A measure of the resistance of building materials and structures to the flow of heat; the higher the R-value the more effective the substance is as thermal insulation.

r-value is the ratio between temperature difference times area times time, over heat loss

where the temperature difference is in degrees Fahrenheit between the two sides of the insulation, the area is in square feet, the time in hours, and the heat loss in Btus. If you know the R-value of a partition, you can use this formula to find the heat loss.

Relation to U-value

The reciprocal of R-value (1/R) is known as the U-value. The higher the U-value, the better the conduction of heat.

In Europe it is customary to use U-values instead of R-values. There, U-values are defined¹ by the equation:

watts over temperature difference in kelvin times area in square meters

This is not the reciprocal of the American R-value (kelvin instead of degrees Fahrenheit, meters instead of feet, etc.) To convert an American R-value into a European U-value, divide 1 by the R-value, then multiply the result by 5.682. To convert a European U-value to an American R-value, multiply by 0.176, then divide 1 by the result.

1. ISO-DP10292 draft standard and CEN-ISO 9050. In the German standard DIN 4701, this quantity is called “K”.

Typical R-values

The R-value of a structure made of layers of different materials can be estimated by adding the R-values of the layers. The R-value of a layer can be estimated by multiplying its thickness in inches by the R-value per inch. These techniques don't give strictly accurate results (among other factors, a layer of air stuck on the surfaces between layers is itself an insulator), but they come close.

Handy online calculators for estimating the r-value of a multi-layer wall, floor or roof are at

www.ekotrope.com/r-value-calculator this link goes to another website

Type of insulation R-value
per inch of thickness
Vermiculite, loose fill 2.08
Perlite, loose fill 2.7
Fiberglass, blankets and batts 3.33
Fiberglass, blown loose fill 2.2
Fiberglass, boards 4.5
Rock wool, batts 3.66
Rock wool, blown loose fill 2.93
Polystyrene boards 3.45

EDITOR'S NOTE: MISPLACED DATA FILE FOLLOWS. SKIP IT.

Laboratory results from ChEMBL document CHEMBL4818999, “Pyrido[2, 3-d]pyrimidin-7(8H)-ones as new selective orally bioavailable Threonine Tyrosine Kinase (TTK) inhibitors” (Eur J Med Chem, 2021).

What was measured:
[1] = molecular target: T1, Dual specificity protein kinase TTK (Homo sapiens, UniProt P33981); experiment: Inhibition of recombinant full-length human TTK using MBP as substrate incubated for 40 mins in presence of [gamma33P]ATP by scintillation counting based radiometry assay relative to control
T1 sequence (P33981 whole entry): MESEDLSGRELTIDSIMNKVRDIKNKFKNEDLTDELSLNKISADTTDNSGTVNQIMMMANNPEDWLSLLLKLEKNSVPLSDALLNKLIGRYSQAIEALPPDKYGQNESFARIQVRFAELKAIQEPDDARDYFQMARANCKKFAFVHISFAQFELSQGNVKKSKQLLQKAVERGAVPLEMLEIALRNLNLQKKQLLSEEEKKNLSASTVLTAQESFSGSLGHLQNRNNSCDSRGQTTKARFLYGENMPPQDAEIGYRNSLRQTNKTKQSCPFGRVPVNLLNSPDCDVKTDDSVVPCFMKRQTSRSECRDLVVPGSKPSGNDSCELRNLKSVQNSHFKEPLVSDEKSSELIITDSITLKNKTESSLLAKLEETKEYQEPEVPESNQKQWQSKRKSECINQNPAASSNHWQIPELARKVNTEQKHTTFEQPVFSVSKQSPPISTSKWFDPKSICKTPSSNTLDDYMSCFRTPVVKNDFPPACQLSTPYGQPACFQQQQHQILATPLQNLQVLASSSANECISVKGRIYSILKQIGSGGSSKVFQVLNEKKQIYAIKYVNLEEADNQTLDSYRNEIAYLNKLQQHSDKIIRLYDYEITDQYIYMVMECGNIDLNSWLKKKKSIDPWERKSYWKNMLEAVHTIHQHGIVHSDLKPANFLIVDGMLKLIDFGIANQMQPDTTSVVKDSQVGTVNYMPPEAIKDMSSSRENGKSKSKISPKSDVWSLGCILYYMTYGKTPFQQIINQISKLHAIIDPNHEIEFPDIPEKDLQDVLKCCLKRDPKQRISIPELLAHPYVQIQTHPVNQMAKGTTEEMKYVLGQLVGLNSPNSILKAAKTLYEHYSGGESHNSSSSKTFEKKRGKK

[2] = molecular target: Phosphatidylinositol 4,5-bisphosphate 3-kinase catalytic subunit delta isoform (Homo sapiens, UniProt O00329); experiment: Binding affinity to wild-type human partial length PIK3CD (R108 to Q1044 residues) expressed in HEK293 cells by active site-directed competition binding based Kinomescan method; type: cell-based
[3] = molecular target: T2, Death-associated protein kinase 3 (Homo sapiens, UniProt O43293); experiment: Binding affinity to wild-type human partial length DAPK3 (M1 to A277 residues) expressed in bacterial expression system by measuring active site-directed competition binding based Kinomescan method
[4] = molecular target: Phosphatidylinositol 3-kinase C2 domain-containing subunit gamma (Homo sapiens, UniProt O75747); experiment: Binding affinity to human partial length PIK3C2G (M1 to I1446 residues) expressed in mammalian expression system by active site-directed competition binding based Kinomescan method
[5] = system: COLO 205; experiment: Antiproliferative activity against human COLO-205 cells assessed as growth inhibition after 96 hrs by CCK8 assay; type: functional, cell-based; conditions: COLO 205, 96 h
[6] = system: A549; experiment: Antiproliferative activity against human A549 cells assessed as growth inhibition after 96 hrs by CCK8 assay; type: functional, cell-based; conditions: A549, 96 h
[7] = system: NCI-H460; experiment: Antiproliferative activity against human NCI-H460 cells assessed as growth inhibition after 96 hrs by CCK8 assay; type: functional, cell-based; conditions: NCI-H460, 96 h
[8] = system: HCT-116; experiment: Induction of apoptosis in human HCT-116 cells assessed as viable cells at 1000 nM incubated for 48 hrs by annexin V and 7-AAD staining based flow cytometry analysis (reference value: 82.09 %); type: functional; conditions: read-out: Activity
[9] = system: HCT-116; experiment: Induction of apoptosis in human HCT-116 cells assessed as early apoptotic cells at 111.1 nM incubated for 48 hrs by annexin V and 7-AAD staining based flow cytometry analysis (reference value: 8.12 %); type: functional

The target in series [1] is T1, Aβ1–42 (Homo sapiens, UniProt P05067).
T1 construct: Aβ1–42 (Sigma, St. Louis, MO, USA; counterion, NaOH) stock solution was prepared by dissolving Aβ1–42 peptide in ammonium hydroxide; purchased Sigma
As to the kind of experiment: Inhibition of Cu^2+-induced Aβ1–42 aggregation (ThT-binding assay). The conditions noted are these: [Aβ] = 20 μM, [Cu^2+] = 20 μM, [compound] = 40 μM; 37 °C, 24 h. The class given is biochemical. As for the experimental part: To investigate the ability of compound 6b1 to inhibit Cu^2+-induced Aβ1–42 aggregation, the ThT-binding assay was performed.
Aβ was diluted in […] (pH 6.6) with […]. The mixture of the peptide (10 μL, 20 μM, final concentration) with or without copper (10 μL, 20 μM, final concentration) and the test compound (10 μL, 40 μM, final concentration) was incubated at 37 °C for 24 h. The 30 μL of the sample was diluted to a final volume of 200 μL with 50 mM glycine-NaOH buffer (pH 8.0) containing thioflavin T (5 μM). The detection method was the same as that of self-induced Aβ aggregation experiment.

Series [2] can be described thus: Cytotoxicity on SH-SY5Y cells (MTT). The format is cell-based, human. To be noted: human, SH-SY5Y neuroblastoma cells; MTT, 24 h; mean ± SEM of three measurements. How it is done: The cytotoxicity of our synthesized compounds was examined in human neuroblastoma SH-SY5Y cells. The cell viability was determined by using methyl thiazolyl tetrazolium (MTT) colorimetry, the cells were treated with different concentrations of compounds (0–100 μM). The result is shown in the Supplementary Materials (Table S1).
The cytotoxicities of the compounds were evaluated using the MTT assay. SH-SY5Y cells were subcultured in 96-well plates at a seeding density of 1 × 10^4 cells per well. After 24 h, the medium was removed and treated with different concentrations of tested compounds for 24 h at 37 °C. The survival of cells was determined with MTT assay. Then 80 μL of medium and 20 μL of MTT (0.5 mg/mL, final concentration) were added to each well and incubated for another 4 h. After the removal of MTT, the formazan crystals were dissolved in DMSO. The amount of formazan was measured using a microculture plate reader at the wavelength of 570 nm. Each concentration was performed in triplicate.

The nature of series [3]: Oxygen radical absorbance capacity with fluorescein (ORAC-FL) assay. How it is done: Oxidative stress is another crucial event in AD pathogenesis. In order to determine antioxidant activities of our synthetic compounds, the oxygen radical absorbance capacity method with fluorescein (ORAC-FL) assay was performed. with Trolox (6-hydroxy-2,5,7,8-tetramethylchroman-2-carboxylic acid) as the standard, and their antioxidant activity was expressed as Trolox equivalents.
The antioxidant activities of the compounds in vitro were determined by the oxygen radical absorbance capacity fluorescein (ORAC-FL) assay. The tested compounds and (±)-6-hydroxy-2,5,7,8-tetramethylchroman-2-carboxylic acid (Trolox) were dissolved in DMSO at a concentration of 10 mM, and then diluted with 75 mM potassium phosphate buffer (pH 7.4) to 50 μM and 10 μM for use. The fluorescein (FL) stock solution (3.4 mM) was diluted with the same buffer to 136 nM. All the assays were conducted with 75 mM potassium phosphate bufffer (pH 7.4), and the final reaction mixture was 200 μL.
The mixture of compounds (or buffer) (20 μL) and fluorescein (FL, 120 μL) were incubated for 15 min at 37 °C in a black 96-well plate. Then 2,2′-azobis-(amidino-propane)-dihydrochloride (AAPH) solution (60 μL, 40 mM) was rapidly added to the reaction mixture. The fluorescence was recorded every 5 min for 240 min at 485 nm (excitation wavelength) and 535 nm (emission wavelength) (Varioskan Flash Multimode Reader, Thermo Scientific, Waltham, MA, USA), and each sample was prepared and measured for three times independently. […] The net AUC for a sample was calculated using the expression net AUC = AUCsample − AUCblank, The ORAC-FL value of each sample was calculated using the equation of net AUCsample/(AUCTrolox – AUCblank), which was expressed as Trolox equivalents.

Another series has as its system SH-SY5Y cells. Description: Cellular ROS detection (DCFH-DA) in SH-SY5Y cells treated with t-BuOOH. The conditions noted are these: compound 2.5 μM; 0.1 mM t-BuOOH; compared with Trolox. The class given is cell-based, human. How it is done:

Cellulose, blown loose fill 3.6
Urea-formaldehyde foam 4.48
Urethane foam 5.3
Three-quarter inch air spaces
Heat flow up 0.87
Heat flow up, one surface reflective 2.23
Walls and Siding
Wood bevel siding, ½″ × 8″ lapped 0.81
Wood siding shingles, 16″ × 7½″ exposure 0.87
Asbestos-cement shingles 0.03
Stucco, per inch 0.20
Building paper 0.06
½-inch nail-base insulation board sheathing 1.14
½-inch insulation board sheathing, regular density 1.32
insulation board sheathing, regular density 2.04
¼-inch plywood 0.31
3/8 inch plywood 0.47
½-inch plywood 0.62
5/8 inch plywood 0.78
Softwood, per inch 1.25
Softwood board ¾-inch thick 0.94
Concrete block,
three oval cores
cinder aggregate, 4 inches thick 1.11
cinder aggregate, 8 inches thick 1.72
cinder aggregate, 12 inches thick 1.89
sand and gravel aggregate, 8 inches thick 1.11
lightweight aggregate
(expanded clay, shale, slag,
pumice, etc.),
8 inches thick
Concrete block,
two rectangular cores
Sand and gravel aggregate, 8 inches 1.04
class="l"Lightweight aggregate, 8 inches thick 2.18
Common brick, per inch 0.20
Face brick, per inch 0.11
Sand-and-gravel concrete, per inch 0.08
½-inch gypsum board 0.45
5/8 inch gypsum board 0.56
½ inch lightweight aggregate gypsum plaster 0.32
Hardwood finish flooring 0.68
Asphalt, linoleum, vinyl, or rubber floor tile 0.05
Carpet with a fibrous pad 2.08
Carpet with a foam rubber pad 1.23
Asphalt roof shingles 0.44
Wood roof shingles 0.94
3/8 inch build-up roof 0.33
Solid wood 1 inch thick 1.56
Solid wood 1 inch thick with wood storm door 3.3
Solid wood 1½ inches thick 2.04
Solid wood 1½ inches thick with wood storm door 3.7
Solid wood 2 inches thick 2.33
Solid wood 2 inches thick with wood storm door 4.17

Recommended levels of insulation

Building codes specify a minimum level of insulation. The optimum amount of insulation depends on guessing what weather and the cost and availability of heating fuel (or electricity for cooling) will be over the life of the house, and comparing that with the cost of insulation. Oak Ridge National Laboratory provides an applet that gives an estimate which takes many factors into account.

www.ornl.gov/~roofs/Zip/ZipHome.html this link goes to another website

The Oak Ridge applet requires Java. The web contains many much simpler suggestions for optimal insulation values, most based on Dept. of Energy guidelines. For example:

www.allfloridainsulation.com/​insulation-levels.html this link goes to another website

www.energystar.gov/campaign/seal_insulate/identify_problems_you_want_fix/diy_checks_inspections/insulation_r_values this link goes to another website

insulationinstitute.org/im-a-homeowner/about-insulation/how-much-do-i-need/ this link goes to another website

Want more?

https://www.energy.gov/energysaver/weatherize/insulation/types-insulation this link goes to another website

https://www.energy.gov/energysaver/weatherize/insulation/where-insulate-home this link goes to another website

James Leaman and Charles Hendricks, Misleading R-Value and the Need to Reframe Insulation Scales. this link goes to another website